Users can also decide to replace the certificate manually.

VM Class Expanded Configuration

VM Class Expanded configuration

The VM Class User Interface in vCenter has been updated to support a dramatically expanded set of the Hardware Configuration options. Moving HW configuration into VM Class simplifies the Virtual Machine specification file by allowing users to refer to a single VM Class as a template for the complete specification rather than configuring individual settings directly. Admins now have granular control for the HW configuration available to self service users. HW configuration aligns more directly with public cloud consumption models.

Cluster Backup and Restore

Velero backup and restore

Velero is now a core Supervisor service enabled on the Supervisor. This service coordinates backup and restore of both the Supervisor cluster and any TKG clusters you have deployed.  Velero must be installed on individual TKG clusters through the CLI. Backup and restore are also done through that CLI. Backup and Restore of the Supervisor is handled through the vCenter UI.

VM Service – VM Backup and Restore

VM Service Backup and Restore

The VM Service now includes the capability to backup and restore virtual machines through any VMware Advanced Data Protection software. This method requires no changes to your backup tool or special configuration. Backups can be done at the VM level or for an entire namespace. For the namespace, you would simply reference the Resource Pool that backs the namespace in vCenter.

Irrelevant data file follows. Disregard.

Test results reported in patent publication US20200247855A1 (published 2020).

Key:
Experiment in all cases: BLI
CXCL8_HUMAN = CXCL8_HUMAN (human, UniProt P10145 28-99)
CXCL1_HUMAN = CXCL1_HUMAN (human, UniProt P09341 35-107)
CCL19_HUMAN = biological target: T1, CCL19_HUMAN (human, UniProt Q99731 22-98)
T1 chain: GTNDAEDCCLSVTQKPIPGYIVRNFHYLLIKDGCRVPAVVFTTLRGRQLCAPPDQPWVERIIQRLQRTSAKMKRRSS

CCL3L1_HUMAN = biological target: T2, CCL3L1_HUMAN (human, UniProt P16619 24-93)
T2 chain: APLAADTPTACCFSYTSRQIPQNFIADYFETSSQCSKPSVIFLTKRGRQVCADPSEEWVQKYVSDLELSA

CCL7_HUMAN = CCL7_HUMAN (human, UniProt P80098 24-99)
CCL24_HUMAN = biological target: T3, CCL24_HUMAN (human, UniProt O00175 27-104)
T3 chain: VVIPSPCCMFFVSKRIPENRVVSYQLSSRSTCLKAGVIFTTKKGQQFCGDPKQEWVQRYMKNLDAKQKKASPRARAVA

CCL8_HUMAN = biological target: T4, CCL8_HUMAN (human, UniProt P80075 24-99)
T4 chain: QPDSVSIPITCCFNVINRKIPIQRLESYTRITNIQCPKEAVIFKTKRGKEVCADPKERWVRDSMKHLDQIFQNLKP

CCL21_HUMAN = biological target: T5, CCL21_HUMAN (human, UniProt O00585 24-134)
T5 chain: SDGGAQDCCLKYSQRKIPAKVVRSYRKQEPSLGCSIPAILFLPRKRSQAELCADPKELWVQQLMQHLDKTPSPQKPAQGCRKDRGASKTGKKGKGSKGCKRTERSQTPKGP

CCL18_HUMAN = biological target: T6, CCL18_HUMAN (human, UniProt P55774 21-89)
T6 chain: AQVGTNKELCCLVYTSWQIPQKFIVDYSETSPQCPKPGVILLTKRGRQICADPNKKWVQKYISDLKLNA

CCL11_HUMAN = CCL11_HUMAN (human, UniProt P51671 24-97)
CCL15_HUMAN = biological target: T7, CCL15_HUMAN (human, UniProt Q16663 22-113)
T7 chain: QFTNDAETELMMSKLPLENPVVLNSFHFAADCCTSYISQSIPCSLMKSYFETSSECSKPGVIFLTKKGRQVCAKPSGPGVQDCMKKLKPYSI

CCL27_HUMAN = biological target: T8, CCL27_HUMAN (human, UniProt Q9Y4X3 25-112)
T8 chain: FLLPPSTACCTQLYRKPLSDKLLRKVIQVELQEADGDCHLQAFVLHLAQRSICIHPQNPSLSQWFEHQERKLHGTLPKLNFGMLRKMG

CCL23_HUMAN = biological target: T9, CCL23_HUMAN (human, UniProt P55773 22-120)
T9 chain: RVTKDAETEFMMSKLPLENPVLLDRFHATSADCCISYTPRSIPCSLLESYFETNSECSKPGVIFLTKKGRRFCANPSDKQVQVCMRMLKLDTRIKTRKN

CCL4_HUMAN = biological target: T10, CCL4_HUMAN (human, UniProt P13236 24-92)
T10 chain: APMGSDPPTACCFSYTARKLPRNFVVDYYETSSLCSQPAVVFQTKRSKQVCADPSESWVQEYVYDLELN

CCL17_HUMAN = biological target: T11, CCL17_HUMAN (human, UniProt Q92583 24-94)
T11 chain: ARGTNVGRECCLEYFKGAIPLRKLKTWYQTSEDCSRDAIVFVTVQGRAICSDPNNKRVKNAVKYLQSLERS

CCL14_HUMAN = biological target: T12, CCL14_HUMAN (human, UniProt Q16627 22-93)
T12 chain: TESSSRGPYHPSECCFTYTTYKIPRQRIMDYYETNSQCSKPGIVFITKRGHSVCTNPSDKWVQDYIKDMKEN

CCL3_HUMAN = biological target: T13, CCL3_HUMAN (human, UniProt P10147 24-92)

When a VM is deployed using the VM service, Custom Resource objects are created in the supervisor that define the VMs state as well as that of supporting objects that facilitate bootstrapping the VM. That metadata must be restored as part of the backup/restore process. VMs deployed with the VM service now store in the Extra-Config fields, all of the information needed to recreate the Supervisor meta data. This registration process is automatic and happens on restore. If auto-registration fails for some reason – like maybe a storage policy or vm class is missing, there is an API available to manually kick off registration after fixing the issue.  

Release Notes

For a full list of new enhancements and features visit the VMware vSphere IaaS Control Plane 8.0 Release Notes.